This is Part 1 in a 5 part series.
When it comes to teaching some of the more advanced techniques in search engine marketing and social media promotions, we often find that we create challenges. It isn’t that the techniques we use are hard once the individual components are understood. It’s that the individual components themselves are often challenging to turn into a reality. In other words, saying something like, “take your most powerful and influential social media profiles and generate a bunch of likes, tweets, and +1s to your viral pages” is easier said than done.
I have found myself on the receiving end of criticism from industry leaders who say that I make things sound too easy. We have been building a small army of social media experts through our Hasai product line since 2008, so “taking something viral” is second nature to us. However, most dealers do not have a dozen accounts with Klout scores in the 70s at their disposal, so it leaves dealerships with two options if they want to take full advantage of the search and social benefits that such profiles and accounts create.
- Build up the accounts using an aggressive and time-consuming series of techniques to build the social media reputation of both individual and company accounts
- Hire us
Believe it or not, we would much rather you do option 1. It may sound counter-intuitive, but having powerful social media accounts can only go so far. We have a much easier time delivering on services when we work as a partner with dealers who have established social media presences rather than the alternative which is to hire us to do everything. When we’re able to apply our strategy and help dealers with their search and social marketing rather than control it all from our end, the results are much higher. Just ask DSES speaker Jeff Cryder from Lebanon Ford.
That is why we often go against the grain that many vendors have established; we openly offer the “keys to the castle” and give out our trade secrets in order to have an educated dealer community who can take full advantage of both our products as well as the others that are available in the industry.
Here’s what happens today in search and social. Dealers either:
- Work with vendors who do everything but don’t do it well
- Work with vendors who do everything pretty well
- Work with partners who combine expertise and joint goals with the assets of the dealership to create a dominating relationship that yields tremendous results for both the dealer and the vendor
We believe we fall into category 2 or 3 depending on the willingness and activity level of the dealership. What does all this mean? It means that we want you to be able to build a strong social media reputation with powerful profiles and state-of-the-art strategies driving them. Only then can the highest level of success be found.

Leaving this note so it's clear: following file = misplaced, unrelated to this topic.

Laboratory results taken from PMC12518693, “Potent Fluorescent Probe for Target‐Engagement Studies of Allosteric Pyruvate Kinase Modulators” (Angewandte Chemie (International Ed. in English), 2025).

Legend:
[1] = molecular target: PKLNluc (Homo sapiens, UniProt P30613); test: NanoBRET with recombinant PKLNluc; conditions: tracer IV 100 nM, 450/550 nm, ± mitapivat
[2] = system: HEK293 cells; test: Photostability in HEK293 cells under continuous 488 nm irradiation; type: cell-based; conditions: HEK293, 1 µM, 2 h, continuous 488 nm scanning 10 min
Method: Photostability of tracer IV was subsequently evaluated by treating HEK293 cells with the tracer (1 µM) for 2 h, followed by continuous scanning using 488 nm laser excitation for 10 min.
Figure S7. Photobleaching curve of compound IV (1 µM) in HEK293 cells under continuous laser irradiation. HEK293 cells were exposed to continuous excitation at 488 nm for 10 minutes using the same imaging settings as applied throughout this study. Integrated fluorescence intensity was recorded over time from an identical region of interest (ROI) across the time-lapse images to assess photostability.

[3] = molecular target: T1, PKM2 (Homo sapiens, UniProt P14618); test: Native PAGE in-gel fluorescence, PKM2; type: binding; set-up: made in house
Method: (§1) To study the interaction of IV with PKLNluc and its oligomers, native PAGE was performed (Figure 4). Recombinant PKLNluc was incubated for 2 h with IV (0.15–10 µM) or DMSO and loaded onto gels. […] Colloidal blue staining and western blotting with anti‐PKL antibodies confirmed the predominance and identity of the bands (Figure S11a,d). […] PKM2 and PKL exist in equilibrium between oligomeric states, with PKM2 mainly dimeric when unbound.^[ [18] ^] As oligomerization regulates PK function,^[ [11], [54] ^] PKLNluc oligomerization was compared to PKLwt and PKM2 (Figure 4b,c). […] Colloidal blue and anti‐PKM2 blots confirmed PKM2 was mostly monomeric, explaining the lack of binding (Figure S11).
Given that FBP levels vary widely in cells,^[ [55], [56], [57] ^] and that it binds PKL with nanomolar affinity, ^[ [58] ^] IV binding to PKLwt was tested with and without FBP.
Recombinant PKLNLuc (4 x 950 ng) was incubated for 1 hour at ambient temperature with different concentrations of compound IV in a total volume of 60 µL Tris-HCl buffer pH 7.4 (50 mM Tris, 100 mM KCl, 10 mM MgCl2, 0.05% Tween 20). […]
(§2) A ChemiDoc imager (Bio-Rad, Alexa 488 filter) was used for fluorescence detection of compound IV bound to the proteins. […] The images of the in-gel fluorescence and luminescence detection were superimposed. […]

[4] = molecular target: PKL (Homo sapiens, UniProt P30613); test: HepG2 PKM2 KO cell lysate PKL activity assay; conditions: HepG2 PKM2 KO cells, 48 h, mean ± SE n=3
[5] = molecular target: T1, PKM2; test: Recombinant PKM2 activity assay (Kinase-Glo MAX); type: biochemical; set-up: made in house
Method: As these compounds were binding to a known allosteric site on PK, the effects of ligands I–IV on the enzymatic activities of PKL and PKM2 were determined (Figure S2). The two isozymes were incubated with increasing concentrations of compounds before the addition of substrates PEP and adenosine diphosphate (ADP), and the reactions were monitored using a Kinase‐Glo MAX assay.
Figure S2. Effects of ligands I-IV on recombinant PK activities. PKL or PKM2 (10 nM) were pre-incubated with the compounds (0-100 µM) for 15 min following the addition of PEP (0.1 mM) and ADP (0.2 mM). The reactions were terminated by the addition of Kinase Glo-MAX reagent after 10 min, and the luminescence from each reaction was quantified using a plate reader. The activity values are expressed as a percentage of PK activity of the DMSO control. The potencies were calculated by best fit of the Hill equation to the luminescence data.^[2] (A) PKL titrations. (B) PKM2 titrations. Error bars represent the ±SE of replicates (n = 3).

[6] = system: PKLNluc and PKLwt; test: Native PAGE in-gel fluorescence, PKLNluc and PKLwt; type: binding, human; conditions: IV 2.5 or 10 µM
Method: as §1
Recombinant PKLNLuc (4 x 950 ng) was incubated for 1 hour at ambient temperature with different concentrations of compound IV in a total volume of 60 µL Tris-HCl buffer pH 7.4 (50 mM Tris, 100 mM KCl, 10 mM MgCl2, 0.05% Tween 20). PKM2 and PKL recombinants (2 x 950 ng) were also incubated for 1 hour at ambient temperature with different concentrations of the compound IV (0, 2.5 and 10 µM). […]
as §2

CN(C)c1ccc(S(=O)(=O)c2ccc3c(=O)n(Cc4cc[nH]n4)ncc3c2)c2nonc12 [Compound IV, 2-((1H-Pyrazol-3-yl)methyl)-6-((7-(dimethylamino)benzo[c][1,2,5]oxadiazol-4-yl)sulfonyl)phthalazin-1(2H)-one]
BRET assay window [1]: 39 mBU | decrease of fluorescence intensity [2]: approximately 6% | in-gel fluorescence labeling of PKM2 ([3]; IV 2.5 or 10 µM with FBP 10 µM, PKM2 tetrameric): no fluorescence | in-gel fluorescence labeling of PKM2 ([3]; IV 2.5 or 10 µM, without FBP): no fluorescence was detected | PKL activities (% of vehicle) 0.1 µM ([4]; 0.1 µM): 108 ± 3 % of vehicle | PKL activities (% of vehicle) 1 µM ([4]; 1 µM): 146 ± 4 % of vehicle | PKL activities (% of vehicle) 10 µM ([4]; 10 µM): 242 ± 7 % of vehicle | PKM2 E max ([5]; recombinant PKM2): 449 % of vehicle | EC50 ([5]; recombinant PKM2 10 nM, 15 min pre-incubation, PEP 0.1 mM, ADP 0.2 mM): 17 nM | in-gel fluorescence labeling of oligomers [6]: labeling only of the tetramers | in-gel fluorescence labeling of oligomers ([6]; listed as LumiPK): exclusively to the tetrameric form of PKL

The Louie Baur Reputation Model
When we brought Louie on board in 2008, he joined me in the quest to find the best ways to build strong profiles. These were the keys to many things in the past and we’ve been steadfast in our pursuit of them ever since. In 2012, the combination of the Google Penguin update and the shift towards social/local/mobile made the use of social media “power profiles” so very important for success in search and social. It’s no longer a matter of automated strategies or spamming techniques working magic on the search engines and social sites. Today (and more so in 2013) having strong profiles with great social media reputations can be the difference between success and failure.
Rather than use Louie’s story as the example, I’m going to point to a known industry leader who knows both the power of reputation as well as the techniques to make them larger. In many ways, he’s doing the things in the automotive industry that Louie has done outside of the industry. Let’s take a look at Grant Cardone.
Much like Louie, Grant has done an exceptional job at building up an incredibly strong presence on the two primary networks of influence: Facebook and Twitter. The difference is that he is the product while search and social marketing are Louie’s products. That distinction doesn’t change the strategies. In both cases, it’s important to be an influencer with a strong social media reputation in order to achieve the goals. Both have Klout scores of 78. Both are extremely active on social media. Both put out controversial and entertaining content that their audiences enjoy.
At the dealership level, the same thing needs to happen though not necessarily at the same scale. Pages and profiles for the dealership must gain respect. Individual profiles of dealership employees (preferably the GM, owner, or someone close to that level) should move up in reputation at the local level as well. The key to making this happen is aggressive but worth it.
The way that most are able to become influential in social media is a combination of two things – strong activity and intelligent interactions. When I see Twitter accounts that are turned into feeds, I cringe. When I see Facebook pages and profiles that are not posting 90%+ images or text (in other words, not links), I worry. Influence is often a matter of playing the game. The game on social media is to talk to people. It’s to inspire people. It’s to ask questions and engage with the responses.
Social media is about being social.
In Part II, we will discuss specific strategies on how to make this happen. For now, take a look at your profiles and pages. Are they truly engaging? Are they exceptional? They should be. Whether the goal is expanding the reach of the brand the way that Grant has done or in exposing viral content to search and social the way Louie has (or both), the only requirement is a strong social media reputation. You can do it. We’ll show you how soon.